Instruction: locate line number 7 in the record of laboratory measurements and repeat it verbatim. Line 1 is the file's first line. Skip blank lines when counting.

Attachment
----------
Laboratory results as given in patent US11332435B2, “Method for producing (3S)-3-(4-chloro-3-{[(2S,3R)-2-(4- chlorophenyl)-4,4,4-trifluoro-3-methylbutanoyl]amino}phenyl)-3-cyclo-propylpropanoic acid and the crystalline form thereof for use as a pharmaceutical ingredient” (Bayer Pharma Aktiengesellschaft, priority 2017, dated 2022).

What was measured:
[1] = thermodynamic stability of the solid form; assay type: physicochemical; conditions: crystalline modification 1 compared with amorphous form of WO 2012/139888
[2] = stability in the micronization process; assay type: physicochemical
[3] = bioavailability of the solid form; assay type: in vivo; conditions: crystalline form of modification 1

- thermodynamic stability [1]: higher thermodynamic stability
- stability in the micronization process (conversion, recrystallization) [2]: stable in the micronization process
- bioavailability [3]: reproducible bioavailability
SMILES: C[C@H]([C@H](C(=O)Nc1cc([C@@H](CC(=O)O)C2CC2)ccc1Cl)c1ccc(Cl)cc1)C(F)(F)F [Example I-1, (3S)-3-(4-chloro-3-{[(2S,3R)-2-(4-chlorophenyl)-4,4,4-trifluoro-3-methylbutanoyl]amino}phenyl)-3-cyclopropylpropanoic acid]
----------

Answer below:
- stability in the micronization process (conversion, recrystallization) [2]: stable in the micronization process